Structure of Gh-ChrR
The crystal structure of Gh-ChrR was elucidated to a resolution of 2.25 Å (Table 1). The crystallographic asymmetric unit contains four monomers, each with a single bound FMN. The tetrameric structure of Gh-ChrR is consistent with the result of size exclusion chromatography (∼80 kDa), as the mass of the monomeric unit is 21.3 kDa (193 native residues plus a six residue C-terminal poly-histidine tag) (Figure S7). A tetrameric oligomerization state was also recently reported for E. coli ChrR , a protein with 61% sequence identity to Gh-ChrR. For each monomer in the asymmetric unit, electron density is missing or uninterpretable for 5–6 residues at the N-terminus and 7–9 residues at the C-terminus. Aside from the residues near the termini, there are no significant conformational differences between the four monomers as the α-carbons of residues P6-T186 superimpose on each other with a RMSD ranging from 0.35 to 0.38 Å (UCSF-Chimeria) . Figure 2A is a cartoon representation of the backbone fold for one of the four essentially identical monomers in the asymmetric unit with the elements of secondary structure labeled. Each monomer contains two 310-helices (I45-F48, V153-K156, labeled as η), six α-helices (F21-I32, Q53-E58, A62-T73, G90-R101, A125-L138, V167-T186) and five β-strands (L7-L13, I37-P40, A76-T81, P111-S118, A148-I150). The β-strands are organized into one parallel β-sheet, β2:β1:β3:β4:β5, flanked by helices α1 and α5 on one face and the remaining helices on the opposite face. The five longest helices are aligned in two groups that are approximately parallel to each other and orthogonal: (1) α1 and α3 and (2) α4, α5, and α6 so that helices are approximately parallel with each group and orthogonal between groups. Such a triple-layered, α/β/α structure resembles the fold in the flavodoxin superfamily of proteins , . Such a triple-layered, α/β/α structure resembles the fold in the flavodoxin superfamily of proteins ,  and is identical to the fold observed in the crystal structure recently reported for E. coli ChrR (PDB entry: 3SVL) , a structure that superimposes onto Gh-ChrR with a backbone RMSD of 0.9 Å.
Monomeric (A) and tetrameric (B) depictions of the 2.25 Å structure of Gh-ChrR showing the backbone fold, a space-filling model of bound FMN (elements color: red = oxygen, blue = nitrogen, gray = carbon) and bound chloride anion (green sphere). Secondary structural elements including the 310 helices (η) are numbered sequentially from the N-terminus. C. Electrostatic potentials at the solvent-accessible surface of Gh-ChrR. A stick model of the FMN molecule and the associated chloride ion (gray sphere) is highlighted. The electrostatic potential are drawn (Pymol) at a level of −71.817 kT/e (red) to +71.817 kT/e (blue), where k is the Boltzman’s constant, T is the absolute temperature, and e is the magnitude of the electron charge.
As shown in Figure 2B, the homotetramer is assembled as two sets of identical dimers (cyan/yellow and blue/purple) that are aligned side-by-side with an approximately 60 degree angle along the parallel plane α4 and α5 of each dimer. The monomer-monomer interface of each dimer is similar to that observed in other flavodoxin-like dimers, such as P. aeruginosa T1501  or Saccharomyces cerevisiae Ycp4 ; the homotetramer structure is similar to the assembly observed in some other FMN reducatases, including ChrR from E. coli , EmoB from Mesorhizobium sp. BNC1 , ArsH from Shigella flexneri  and Sinorhizobium meliloti . In Gh-ChrR this monomer-monomer interface is composed primarily of α5, α4, and the loop between β3 and α4, and to a lesser degree of α2, η1, and the loop between β1 and α1. In turn, the dimer-dimer interface is composed primarily of α5 and the loop between α5 and β5. The accessible surface area of the Gh-ChrR tetramer is 25360 Å2 and the buried surface area is 13620 Å2 (53.9%) or 3405 Å2 per monomer. This is substantially greater than the mean buried surface area for the dimer-dimer interface, 2640 Å2 (18%) or 1320 Å2 per monomer.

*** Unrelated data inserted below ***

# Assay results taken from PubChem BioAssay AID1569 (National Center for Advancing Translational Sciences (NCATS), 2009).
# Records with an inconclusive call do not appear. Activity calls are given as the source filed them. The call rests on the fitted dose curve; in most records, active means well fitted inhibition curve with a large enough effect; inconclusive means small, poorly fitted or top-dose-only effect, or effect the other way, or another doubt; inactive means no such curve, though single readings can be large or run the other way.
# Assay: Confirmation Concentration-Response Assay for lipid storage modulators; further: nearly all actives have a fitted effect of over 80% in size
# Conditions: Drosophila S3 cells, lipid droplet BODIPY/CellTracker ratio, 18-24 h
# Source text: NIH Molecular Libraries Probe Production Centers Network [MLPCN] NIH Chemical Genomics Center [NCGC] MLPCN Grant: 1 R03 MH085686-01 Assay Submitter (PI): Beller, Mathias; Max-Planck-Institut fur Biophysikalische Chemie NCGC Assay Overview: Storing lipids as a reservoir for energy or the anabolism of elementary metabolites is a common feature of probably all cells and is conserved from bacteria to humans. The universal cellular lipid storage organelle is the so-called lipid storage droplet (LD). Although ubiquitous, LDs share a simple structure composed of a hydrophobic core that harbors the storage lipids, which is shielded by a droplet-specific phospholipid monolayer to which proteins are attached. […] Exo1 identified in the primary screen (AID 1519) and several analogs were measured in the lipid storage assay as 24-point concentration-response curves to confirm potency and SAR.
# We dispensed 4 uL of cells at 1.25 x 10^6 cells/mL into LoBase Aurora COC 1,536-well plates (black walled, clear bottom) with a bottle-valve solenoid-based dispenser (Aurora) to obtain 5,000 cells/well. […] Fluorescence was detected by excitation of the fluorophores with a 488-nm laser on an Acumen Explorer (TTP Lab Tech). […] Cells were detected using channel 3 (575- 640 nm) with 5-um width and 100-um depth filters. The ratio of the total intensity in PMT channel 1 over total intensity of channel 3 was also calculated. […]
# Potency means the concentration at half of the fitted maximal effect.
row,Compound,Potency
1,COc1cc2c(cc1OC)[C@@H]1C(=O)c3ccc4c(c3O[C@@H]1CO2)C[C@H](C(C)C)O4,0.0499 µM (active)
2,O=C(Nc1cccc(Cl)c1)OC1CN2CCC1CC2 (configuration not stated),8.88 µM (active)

FMN Binding Site
As shown in Figure 2A and 2B, Gh-ChrR crystallized with one molecule of FMN associated with each protein monomer. FMN binds in a pocket on the surface of Gh-ChrR near the dimer interface. The FMN binding pocket is more clearly illustrated in Figure 2C, which highlights the electrostatic potential at the solvent-accessible surface of Gh-ChrR. The negatively charged ribityl phosphate group of FMN is deeply buried in a positively charged region (blue) composed of residues in the loop between β1 and α1 (S15–N22) and a positive electrostatic dipole from the N-terminus of the capped α-helix (α1) similar to that previously reported . On the other hand, the aromatic isoalloxazine ring sits in a more hydrophobic region (white) of the binding pocket. Details of the protein-FMN contacts responsible for stabilizing the complex are shown schematically in two-dimensions in Figure 3: 12 hydrogen bonds and five hydrophobic contacts. Except for two hydrophobic contacts (Y51’ and R101’), the FMN-protein interactions at the dimer interface are with one monomeric unit. As a consequence, the active site of Gh-ChrR is open and solvent accessible, a feature observed at the active site of oxidoreductases that facilitates promiscuous exchange of substrates –.
A. Electron density surrounding FMN and chloride ion (gray sphere) contoured at 1.0 σ. B. Schematic representation of hydrophobic contacts (arc with radiating spokes) and potential hydrogen bonds (dashed lines) between FMN and two monomeric units (chain A and C) of the Gh-ChrR tetramer. Atoms are color-coded: black = carbon, red = oxygen, blue = nitrogen. This image was produced using the program LIGPLOT .
Flavodoxins are commonly identified in genomes by primary amino acid sequence analysis and a fingerprint FMN-binding motif, T/SXTGXT, responsible for binding to the ribityl phosphate group , . In Gh-ChrR the equivalent sequence for this motif is G14SLRKASFN22. The sequence for this region in Gh-ChrR is similar to some other NAD(P)H-dependent FMN reductases including E. coli ChrR  (PDB entry: 3SVL) and two flavoproteins (PDB entries: 1NNI and 2VZY) shown to form tetramers ,  (Figure S3). Within this FMN-binding sequence the side chains of the Gh-ChrR residues that make specific contacts with the ribityl phosphate group, S15, R17, S20, and N22, are conserved among the aligned sequences. It is worth noting that the amino acid sequence of the region responsible for binding to the isoalloxazine ring in Gh-ChrR, P82EYNY86, is conserved (Figure S3).